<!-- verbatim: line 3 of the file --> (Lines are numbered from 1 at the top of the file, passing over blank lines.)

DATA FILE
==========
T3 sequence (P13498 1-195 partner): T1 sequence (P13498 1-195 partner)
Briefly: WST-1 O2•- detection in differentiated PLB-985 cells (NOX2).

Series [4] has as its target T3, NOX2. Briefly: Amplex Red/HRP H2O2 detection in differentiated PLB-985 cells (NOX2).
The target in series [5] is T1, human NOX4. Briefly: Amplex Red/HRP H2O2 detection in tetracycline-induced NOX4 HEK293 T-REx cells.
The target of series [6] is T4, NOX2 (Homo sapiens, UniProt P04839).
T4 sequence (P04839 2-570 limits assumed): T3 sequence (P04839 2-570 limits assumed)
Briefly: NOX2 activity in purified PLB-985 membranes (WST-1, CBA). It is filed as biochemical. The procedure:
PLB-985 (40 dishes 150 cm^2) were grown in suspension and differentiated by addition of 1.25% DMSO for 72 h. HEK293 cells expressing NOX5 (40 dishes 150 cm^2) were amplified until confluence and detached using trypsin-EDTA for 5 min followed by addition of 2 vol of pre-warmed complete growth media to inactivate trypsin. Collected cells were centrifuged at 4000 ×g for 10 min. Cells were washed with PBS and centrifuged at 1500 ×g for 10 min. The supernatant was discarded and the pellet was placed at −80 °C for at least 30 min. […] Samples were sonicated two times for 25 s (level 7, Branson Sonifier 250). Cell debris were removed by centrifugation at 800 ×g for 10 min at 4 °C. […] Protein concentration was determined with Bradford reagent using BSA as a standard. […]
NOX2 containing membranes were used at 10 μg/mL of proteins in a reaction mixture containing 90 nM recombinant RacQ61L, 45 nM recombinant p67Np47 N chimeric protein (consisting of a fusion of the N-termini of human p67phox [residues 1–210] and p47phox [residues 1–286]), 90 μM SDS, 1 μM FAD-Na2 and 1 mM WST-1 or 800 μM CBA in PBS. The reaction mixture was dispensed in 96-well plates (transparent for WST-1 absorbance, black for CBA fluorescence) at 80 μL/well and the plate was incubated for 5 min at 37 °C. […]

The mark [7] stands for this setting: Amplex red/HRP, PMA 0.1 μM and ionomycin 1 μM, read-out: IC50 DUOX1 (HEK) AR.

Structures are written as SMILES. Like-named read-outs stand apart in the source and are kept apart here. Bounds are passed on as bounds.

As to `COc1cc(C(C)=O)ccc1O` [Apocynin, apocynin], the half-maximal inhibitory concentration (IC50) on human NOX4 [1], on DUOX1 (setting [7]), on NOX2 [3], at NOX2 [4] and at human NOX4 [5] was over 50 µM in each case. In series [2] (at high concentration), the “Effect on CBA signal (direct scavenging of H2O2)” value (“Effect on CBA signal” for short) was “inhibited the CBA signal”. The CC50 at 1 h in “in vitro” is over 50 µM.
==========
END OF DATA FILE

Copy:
Series [4] has as its target T3, NOX2. Briefly: Amplex Red/HRP H2O2 detection in differentiated PLB-985 cells (NOX2).